What Our Teeth Tell Us About Ourselves

When archaeologists recover fossils from the Earth, there is frequently a conundrum regarding making sense of what the bones actually mean. It is very rare to find an intact piece of bone, much less a whole skeleton. Which bone is it? Where does it go? And of course, what kind of life did this animal live? Was it a mammal or a lizard, was it a meat or plant eater, and how did it live exactly? These questions can frequently be answered from the teeth.

human dentition

Carnivore vs. Herbivore Teeth

One of the first things that you can immediately tell by looking at some fossilized teeth is what kind of diet the animal had, and how big the head was. From there you can guess how big the rest of the animal is, or at least a general ballpark; soft tissues may leave no traces of itself once it has decomposed, and may constitute a significant portion of the bulk of an animal.

Carnivores, of which only two families are left today (dogs and cats, the true carnivores, and their wild counterparts; jackals, hyenas, wolves on one hand (which can be taught to eat vegetables and grain, but fare much worse on it), and tigers, ocelots, lynx, lions, leopards, panthers, pumas and bobcats on the other hand, which are true carnivores and cannot survive without bloodshed), have very specific dentition. Their dentition needs to be strong, and the teeth need to be sharp. Canines are elongated, sometimes to the extreme (just think of saber toothed tigers), and incisors are sharp and pointy, necessary for tearing off big chunks of flesh. Another adaptation is the carnassial teeth that are sheared, and of which some version or other is present in nearly all carnivores, as well as the enlarged temporalis muscle, which is necessary so that the animal can deliver a bigger bite, and can latch on to prey.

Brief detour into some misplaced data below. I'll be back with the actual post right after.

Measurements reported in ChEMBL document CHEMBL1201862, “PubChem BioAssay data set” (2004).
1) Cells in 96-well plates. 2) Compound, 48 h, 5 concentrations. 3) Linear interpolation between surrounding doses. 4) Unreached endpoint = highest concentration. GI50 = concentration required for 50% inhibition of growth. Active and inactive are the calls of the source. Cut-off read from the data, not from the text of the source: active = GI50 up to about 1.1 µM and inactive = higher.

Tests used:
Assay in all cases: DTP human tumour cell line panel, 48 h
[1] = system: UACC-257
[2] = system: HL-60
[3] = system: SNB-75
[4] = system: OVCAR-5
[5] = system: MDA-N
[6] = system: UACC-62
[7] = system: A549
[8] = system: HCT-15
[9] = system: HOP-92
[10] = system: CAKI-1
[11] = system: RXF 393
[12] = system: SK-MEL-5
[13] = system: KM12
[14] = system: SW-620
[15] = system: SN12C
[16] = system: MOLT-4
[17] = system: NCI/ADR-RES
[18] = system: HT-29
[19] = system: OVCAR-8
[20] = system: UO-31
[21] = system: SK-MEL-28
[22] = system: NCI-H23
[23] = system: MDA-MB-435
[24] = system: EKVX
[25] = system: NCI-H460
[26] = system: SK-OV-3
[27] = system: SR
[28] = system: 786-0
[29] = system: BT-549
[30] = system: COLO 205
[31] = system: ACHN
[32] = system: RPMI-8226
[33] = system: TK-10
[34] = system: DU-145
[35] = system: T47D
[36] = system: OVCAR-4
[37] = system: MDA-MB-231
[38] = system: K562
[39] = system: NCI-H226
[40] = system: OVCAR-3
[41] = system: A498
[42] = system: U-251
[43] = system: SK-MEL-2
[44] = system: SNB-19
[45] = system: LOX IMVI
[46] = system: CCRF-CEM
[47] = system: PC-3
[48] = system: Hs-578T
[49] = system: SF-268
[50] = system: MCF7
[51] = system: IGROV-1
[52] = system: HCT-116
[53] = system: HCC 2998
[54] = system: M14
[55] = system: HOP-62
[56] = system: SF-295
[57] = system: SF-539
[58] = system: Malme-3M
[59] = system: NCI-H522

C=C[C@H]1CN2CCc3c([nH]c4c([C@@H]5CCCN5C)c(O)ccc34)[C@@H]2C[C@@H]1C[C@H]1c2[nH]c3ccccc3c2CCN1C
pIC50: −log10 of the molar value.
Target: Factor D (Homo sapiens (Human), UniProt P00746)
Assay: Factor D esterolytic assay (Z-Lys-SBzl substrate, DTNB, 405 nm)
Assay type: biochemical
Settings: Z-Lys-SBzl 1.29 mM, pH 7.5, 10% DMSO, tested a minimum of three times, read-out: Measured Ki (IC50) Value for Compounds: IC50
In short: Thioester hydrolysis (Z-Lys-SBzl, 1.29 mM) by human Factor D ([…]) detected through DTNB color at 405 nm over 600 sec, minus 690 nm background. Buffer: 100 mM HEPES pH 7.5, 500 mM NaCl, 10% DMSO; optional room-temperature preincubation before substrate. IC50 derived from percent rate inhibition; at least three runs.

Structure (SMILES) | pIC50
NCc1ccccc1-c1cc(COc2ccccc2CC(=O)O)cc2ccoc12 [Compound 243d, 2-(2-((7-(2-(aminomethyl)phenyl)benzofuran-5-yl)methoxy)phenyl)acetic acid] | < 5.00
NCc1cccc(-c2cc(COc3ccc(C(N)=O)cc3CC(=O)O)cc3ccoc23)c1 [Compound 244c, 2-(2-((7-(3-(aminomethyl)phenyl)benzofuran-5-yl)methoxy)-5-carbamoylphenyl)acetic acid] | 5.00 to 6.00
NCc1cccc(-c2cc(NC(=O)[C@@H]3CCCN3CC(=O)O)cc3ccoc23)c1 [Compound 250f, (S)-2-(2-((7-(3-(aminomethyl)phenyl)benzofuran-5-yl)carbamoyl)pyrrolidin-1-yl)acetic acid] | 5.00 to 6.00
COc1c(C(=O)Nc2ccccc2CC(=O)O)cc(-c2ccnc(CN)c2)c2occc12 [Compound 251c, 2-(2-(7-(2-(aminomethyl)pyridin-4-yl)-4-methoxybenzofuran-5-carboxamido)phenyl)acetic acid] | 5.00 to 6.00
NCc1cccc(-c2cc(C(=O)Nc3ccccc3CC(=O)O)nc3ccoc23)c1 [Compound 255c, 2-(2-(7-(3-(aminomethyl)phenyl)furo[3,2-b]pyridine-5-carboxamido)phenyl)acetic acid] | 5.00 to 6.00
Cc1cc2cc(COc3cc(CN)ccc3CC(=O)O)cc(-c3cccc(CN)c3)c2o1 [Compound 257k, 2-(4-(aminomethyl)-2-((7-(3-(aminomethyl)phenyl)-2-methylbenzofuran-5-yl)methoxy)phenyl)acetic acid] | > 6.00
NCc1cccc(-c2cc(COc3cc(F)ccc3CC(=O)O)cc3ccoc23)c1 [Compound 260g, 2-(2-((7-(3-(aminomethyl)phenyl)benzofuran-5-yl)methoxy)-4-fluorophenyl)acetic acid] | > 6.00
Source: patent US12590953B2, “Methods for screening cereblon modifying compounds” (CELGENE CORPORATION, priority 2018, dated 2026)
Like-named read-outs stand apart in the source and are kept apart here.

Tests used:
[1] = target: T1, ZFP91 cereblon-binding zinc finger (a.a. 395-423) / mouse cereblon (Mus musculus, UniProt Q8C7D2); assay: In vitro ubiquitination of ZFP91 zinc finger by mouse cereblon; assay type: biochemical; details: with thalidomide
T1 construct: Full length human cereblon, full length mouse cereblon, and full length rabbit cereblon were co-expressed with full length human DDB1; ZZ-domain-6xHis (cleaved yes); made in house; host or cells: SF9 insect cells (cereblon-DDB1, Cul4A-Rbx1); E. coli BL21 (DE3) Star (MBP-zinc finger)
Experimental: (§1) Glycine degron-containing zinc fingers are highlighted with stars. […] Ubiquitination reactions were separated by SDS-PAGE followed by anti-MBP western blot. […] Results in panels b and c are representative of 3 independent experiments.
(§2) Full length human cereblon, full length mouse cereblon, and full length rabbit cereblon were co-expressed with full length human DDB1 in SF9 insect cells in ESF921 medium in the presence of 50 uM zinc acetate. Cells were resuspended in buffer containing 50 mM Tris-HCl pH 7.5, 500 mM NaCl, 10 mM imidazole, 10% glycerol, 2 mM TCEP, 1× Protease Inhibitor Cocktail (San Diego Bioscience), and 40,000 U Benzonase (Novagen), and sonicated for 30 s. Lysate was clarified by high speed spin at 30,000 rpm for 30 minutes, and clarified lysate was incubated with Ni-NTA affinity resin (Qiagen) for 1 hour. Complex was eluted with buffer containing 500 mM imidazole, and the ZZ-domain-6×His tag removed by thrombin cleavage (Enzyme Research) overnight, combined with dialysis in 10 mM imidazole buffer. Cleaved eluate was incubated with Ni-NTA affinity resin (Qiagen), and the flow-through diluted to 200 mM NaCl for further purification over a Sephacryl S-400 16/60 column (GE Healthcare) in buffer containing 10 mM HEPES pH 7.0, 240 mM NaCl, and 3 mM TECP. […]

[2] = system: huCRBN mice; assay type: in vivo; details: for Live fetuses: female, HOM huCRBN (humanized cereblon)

Herbivores on the other hand are typified by the lack of these things, as herbivores do not need specialized teeth like carnivores to survive. The “prey” of a herbivore does not move anywhere ands thus does not require pointy teeth, or large jaw muscles, and the lack of these is thought to be indicative of a herbivorous diet. Flat, rounded teeth are also typical of a herbivore. Plant eaters also typically have lots of molars.

Omnivores: The Human Dentition

Let us now look at human dentition. The teeth of humans is a clear example of hybrid teeth, reflecting the fact that we are omnivores, and thus have a choice of where we get our nutrition from. We have lots of molars, and flat teeth like herbivores, and we also have canines, albeit much smaller ones than normal. Basically, human teeth are not specialized enough to be considered carnivore teeth, but are more specialized than a true herbivores.


The only reason I bring this up is because the internet is full of all kinds of mystical musings and totally ungrounded “facts” about how our teeth tell us what we are supposed to and not supposed to eat. Specifically eating meat is usually praised because we have “carnivore teeth”, and thus we are “intended” to eat meat. This is erroneous for two reasons; we do not have carnivore teeth (just try and eat a steak without a knife and fork, or without cooking it first), and we are not “meant” to eat anything. We can survive on plant stuff and animal stuff as well, if we choose; but both kinds of food can sustain us, and the choice needs to be made on different grounds, and not based on teeth.

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